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Best Way To Build A DIY UAV? 259

Posted by ScuttleMonkey
from the please-include-armament-instructions dept.
Shojun writes "I am very interested in building my own UAV. Not just one that can fly around happily, but one that I can program to say, take photos every second as it does a barrel roll under a bus (ok, that part may be a pipe dream). I have enough embedded programming experience — it's the hardware which I'm uncertain about. I can go the kit way, and then build the remaining stuff, or get some Dollar Tree Foam boards and build it all. I'm in favor of ease, however. Once the plane is built, buying a dev board seems like a possibility, but I wonder whether it's overkill. Alternatively, if there was a How-to-build example on the net for such an activity that I could adapt, to the degree that I could then program in even completely hardcoded flight instructions, I can certainly take it from there. Thoughts? Has anyone here tried something like this before?"
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Best Way To Build A DIY UAV?

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  • by DJNephilim (832695) <DJNephilim@@@nashvillegothic...com> on Monday May 25, 2009 @05:28PM (#28087857)
    If I were to attempt this, I'd probably just get a regular RC aircraft to start with and then rig something like this [mr-lee-catcam.de] into the airframe. I'm sure there are cheaper solutions, but it would probably be one of the easiest.
  • forums. (Score:3, Interesting)

    by guantamanera (751262) on Monday May 25, 2009 @05:30PM (#28087873)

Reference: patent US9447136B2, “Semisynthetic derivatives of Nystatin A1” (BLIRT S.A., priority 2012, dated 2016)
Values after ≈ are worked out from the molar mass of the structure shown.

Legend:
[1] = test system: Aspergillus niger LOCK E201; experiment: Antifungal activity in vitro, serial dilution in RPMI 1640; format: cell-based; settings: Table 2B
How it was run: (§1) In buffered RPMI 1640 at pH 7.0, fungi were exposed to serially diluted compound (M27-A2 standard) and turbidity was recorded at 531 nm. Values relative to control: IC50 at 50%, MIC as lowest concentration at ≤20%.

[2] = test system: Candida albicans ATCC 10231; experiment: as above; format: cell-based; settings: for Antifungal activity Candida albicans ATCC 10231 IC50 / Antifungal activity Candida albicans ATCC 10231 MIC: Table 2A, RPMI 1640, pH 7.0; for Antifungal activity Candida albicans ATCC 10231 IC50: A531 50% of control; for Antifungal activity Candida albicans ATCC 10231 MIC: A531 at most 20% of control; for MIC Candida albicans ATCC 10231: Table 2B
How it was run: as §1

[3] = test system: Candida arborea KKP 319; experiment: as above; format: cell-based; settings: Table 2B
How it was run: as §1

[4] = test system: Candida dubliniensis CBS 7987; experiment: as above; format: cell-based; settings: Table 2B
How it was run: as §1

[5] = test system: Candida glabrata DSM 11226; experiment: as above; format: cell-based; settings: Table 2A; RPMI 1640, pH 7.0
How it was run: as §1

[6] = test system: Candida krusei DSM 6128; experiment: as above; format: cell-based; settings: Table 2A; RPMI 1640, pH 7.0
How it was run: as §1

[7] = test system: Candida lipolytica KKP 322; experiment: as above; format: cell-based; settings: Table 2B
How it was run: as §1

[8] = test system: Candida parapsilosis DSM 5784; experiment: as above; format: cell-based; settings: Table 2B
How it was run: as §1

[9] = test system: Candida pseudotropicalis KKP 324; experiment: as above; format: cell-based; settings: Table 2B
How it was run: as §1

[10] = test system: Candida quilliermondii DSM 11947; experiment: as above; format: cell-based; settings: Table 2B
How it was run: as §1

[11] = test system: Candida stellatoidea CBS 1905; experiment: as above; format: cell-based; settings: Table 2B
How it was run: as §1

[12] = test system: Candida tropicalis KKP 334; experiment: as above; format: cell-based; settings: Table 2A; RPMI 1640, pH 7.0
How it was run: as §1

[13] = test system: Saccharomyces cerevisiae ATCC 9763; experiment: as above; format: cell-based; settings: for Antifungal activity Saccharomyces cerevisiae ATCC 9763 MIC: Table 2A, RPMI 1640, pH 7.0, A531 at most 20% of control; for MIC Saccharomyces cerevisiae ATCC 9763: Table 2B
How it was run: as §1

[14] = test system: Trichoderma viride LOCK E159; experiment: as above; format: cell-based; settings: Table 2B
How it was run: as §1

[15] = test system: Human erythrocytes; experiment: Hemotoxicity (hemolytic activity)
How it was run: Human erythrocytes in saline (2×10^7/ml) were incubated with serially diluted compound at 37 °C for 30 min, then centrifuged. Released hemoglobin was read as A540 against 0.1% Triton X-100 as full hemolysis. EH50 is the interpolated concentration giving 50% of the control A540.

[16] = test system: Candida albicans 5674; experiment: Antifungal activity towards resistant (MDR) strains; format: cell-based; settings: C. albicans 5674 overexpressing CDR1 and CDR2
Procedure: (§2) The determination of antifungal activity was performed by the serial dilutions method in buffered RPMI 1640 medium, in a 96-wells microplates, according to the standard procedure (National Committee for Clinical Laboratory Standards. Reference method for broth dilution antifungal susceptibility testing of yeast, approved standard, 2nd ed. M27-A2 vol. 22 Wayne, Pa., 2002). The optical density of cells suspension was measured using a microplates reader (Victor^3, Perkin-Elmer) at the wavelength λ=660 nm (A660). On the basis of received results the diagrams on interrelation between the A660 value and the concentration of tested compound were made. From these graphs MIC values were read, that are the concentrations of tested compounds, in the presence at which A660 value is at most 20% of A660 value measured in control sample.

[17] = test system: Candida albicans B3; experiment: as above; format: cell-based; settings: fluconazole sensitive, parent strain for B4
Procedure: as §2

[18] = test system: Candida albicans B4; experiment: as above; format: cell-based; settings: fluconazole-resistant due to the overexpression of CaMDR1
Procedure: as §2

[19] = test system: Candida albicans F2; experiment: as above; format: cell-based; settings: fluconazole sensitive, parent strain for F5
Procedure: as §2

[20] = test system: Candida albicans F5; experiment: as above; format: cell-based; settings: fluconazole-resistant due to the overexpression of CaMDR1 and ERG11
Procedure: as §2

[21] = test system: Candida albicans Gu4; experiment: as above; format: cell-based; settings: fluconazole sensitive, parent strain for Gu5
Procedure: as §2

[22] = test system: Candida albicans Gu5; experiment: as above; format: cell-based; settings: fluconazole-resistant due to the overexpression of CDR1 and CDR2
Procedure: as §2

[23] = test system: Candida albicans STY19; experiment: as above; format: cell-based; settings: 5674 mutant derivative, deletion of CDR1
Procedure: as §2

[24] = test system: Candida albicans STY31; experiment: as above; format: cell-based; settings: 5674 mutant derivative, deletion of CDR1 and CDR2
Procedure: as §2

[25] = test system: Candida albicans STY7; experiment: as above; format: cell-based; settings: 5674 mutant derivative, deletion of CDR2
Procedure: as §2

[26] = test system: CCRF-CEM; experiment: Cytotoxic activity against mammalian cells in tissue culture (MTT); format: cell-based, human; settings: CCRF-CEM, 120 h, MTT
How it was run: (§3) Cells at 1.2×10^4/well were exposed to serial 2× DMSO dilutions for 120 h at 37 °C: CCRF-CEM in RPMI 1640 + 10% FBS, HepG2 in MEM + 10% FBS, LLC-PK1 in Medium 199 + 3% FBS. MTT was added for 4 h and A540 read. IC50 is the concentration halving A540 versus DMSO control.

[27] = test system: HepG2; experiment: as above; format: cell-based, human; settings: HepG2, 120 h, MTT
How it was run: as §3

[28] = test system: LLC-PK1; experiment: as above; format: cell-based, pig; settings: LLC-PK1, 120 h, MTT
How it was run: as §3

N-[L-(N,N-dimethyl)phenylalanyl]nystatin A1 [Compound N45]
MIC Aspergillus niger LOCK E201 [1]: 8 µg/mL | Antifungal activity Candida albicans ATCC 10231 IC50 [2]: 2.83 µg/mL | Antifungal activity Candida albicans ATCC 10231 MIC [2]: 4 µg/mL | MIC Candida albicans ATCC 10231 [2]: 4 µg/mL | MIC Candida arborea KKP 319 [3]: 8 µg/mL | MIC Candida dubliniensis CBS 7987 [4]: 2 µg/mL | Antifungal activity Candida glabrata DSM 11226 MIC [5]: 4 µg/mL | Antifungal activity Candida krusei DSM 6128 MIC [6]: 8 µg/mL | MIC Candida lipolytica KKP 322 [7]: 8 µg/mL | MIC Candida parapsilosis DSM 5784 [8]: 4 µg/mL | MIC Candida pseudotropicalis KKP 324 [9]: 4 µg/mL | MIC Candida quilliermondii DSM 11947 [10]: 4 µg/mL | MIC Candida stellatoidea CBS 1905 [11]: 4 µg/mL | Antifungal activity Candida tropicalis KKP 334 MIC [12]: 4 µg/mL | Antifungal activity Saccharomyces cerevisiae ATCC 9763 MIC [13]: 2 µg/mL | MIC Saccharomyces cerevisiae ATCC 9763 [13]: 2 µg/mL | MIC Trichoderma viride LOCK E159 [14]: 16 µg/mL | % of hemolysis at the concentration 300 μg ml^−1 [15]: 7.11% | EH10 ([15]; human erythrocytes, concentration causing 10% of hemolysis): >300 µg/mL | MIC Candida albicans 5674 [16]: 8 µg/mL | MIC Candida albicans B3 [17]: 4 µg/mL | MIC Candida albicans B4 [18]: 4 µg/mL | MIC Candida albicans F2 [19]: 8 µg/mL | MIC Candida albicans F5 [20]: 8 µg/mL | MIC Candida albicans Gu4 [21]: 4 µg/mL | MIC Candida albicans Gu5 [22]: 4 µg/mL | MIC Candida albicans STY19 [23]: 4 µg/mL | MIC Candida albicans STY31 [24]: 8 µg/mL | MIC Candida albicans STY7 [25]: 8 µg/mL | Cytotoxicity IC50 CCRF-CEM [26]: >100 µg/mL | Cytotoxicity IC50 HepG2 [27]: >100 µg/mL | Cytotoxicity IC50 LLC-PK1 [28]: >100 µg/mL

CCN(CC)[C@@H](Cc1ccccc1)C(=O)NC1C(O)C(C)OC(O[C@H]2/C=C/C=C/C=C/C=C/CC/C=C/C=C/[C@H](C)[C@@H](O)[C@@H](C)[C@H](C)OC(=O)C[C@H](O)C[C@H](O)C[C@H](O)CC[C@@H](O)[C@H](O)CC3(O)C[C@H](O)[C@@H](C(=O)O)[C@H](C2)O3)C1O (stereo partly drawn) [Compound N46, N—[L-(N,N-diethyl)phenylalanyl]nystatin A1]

go to the http://www.rcgroups.com/forums/index.php [rcgroups.com] RC forums there is alot of info in what you want to do. and here is the forums you want http://www.rcgroups.com/uav-unmanned-aerial-vehicles-238/ [rcgroups.com] Note that if you live in USA it is illegal to make UAV. Even first person view flying is illegal. But first you need to learn how to make stuff fly before you even attempt to do the UAV stuff.
  • by AnthonyA7 (1015763) on Monday May 25, 2009 @05:38PM (#28087923)
    I'm a just-graduated aerospace engineer from Notre Dame. For our senior design project, we build uav's... well, really RC planes. Everything had to be constructed from scratch, except for the electronics (motor/battery/GPS/receiver/etc). This year's goal was to have a mothership-daughtership configuration where the daughtership would detach mid-flight and maneuver on its own. Believe me, it's loads of fun to build everything from scratch, but it is a lot of work. And I definitely think it is doable by anyone, not just aerospace engineering majors.

    Here was my team's plane: http://www.youtube.com/watch?v=eW68B3DnNWA [youtube.com]

    If you're interested in actually constructing the structure by yourself, I'd definitely suggest picked up a book on model airplane construction. Hobby shop dudes are also a big help, just go in and throw some ideas out and most hobby store owners will be very enthusiastic. And, if you're _really_ interested, I'd suggest Aircraft Design: A Conceptual Approach by Daniel Raymer. Link: http://www.aiaa.org/content.cfm?pageid=360&id=1396 [aiaa.org]

    Oh, also, flying a model aircraft requires a hell of a lot of skill- we get the awesome dudes down at the South Bend RC Plane Club to fly ours.
  • by Anonymous Coward on Monday May 25, 2009 @06:03PM (#28088141)

    use the iPhone. It has a good hard drive for programming and picture storage. Also its accelerometer, built in geotagging and GPS capability, along with its built in camera. To use the iPhone as an onboard controller you can interface the audio output with a piezoelectric buzzer and have specific frequencies trigger different controls. (NerdKits piezoelectric buzzer & equalizer project that was on /. not too long ago.)

    The only problem I see is if you can make an APP that does all this stuff so its just a plug and play with the controller board the US govn't will probably ban the use of iPhones.

  • by hofmny (1517499) on Monday May 25, 2009 @06:03PM (#28088143)
    I have always been interested in the same thing. The problem I have always encountered is that you would want this thing to fly on its own, to other states, territories, etc, maybe with a camera. Ideally you would be able to go to your PC, bring up an app, and see (out of the cameras on your UAV) where it is (flying over a beautiful mountain peak, etc). You would also want to be able to send to it new coordinates.